Bottled water is considered a priority for Canadian North flights heading to Iqaluit during the current water crisis.
But shipping cases of H2o will cost you – big time.
Katherine Mackenzie of Yellowknife organized a donation in Yellowknife and purchased $300 worth of water.
She phoned Canadian North, the only airline company to fly between N.W.T. to Nunavut and was shocked at the cargo’s $3,000 price tag.
“I was flabbergasted. I thought maybe I would just need to match the shipping costs, so if I spent $300 on water it would be $300 in freight,” Mackenzie said.
The northerner has roots in Nunavut with family in Rankin Inlet and Whale Cove and told APTN News she was fearful of price gouging from commercial stores selling water.
“I wanted to help because I know how important water is, mothers don’t have water for formula, they are limiting hospital visits to emergency visits only because people can’t wash their hands,” she said.
On Oct. 12, Iqaluit declared a state of emergency when petroleum products were found in the drinking water. People were told not to consume or use the water for washing or cleaning.
Water is being flown into Nunavut’s capital and the Canadian military is making plans to ship equipment that can safely filter water from the local river.
Lisa Tudor helped Katherine with donations they had arranged for a contact in Iqaluit to distribute the water to people less mobile.
“They wouldn’t even give her a discounted rate like a cargo rate. They are supposed to be the airline of the north and you know partially Indigenous-owned and it was really disappointing,” Tudor said.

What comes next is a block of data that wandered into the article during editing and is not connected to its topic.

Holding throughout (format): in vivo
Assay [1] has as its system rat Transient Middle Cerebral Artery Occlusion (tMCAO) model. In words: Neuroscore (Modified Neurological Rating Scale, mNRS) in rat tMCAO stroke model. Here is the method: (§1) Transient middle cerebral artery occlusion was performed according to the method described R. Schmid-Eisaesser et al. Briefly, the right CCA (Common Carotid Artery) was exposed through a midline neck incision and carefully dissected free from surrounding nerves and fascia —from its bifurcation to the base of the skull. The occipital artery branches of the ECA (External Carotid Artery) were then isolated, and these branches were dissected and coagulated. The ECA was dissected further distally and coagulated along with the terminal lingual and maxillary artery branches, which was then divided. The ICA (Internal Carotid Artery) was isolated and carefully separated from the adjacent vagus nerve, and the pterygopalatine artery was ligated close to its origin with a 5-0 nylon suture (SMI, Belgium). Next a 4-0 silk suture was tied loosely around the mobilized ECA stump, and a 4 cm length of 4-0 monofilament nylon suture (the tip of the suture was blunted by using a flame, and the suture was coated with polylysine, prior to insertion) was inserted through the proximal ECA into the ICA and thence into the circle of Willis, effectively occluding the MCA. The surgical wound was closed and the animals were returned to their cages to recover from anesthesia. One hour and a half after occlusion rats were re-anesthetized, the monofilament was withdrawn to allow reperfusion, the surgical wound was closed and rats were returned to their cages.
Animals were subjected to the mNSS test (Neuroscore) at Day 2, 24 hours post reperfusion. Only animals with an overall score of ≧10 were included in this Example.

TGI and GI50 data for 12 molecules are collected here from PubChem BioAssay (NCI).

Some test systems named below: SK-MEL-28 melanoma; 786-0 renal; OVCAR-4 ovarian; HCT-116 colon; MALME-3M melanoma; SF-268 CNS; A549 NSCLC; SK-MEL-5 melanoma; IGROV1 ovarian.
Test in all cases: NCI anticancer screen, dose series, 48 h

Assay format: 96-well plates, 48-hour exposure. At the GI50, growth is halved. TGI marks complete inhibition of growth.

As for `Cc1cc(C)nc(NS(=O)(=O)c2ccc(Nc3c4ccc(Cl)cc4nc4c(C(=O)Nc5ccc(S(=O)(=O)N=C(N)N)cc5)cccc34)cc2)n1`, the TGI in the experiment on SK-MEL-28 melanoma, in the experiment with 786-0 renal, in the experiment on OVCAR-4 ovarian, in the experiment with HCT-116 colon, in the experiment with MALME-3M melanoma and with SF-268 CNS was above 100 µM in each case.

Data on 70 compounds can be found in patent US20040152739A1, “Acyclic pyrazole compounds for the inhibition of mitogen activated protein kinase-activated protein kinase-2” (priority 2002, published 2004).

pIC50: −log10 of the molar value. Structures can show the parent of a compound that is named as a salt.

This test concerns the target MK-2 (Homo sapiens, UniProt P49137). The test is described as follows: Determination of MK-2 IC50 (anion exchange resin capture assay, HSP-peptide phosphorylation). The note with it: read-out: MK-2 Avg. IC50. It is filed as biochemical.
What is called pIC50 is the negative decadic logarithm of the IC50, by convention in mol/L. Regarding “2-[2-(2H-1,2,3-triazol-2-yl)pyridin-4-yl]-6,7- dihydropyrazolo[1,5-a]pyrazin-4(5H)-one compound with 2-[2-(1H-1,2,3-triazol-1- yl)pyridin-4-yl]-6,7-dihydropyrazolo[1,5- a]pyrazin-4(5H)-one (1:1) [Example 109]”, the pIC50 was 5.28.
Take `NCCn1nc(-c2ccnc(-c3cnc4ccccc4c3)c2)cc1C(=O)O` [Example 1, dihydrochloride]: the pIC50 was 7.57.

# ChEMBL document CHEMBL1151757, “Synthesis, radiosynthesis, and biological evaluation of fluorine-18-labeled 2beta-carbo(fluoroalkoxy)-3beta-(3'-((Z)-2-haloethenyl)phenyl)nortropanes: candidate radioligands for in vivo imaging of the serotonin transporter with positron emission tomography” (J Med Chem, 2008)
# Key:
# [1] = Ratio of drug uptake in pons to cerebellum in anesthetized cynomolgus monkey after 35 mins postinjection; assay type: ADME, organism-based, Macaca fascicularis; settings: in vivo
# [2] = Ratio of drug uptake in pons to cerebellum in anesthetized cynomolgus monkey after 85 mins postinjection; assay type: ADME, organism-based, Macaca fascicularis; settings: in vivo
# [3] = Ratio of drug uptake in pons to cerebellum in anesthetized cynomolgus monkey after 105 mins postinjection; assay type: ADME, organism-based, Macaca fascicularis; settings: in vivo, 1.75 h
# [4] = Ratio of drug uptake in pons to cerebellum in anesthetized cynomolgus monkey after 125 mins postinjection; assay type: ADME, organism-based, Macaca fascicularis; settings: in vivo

Mackenzie asked the Yellowknife Cargo department why she couldn’t access any sort of discount.
“The manager called me and told me they were not in a financial position to assist, but I really thought Canadian North would help out especially when it was a community coming together.”
Canadian North said they’ve shipped close to two million pounds of bottled water in partnership with the territorial government.
“We’ve focused our efforts on supporting the government of Nunavut because they’ve been bringing in water and distrusting it to the community at no charge to the folks there,” said Andrew Pope, vice-president customer and commercial, Canadian North.
“There are organizations who have wanted to supply donations to the community and they have accepted and then we’ve assisted in transporting it on the government’s behalf.”
The airline said they haven’t come out with a general discount for individuals or organizations looking to ship water because they are operating at max capacity with bulk water supplies from the government of Nunavut contracts.
“The way it gets handled in Iqaluit and then getting moved to government facilities we don’t have the capacity to scale up and accept a huge amount of additional water onto our existing network without causing disruption to the movement of other items;” Pope said.
When catastrophe hits – northerners spring into action, and in this case even though the water didn’t make it to Iqaluit, it was donated to the local Yellowknife Day Shelter.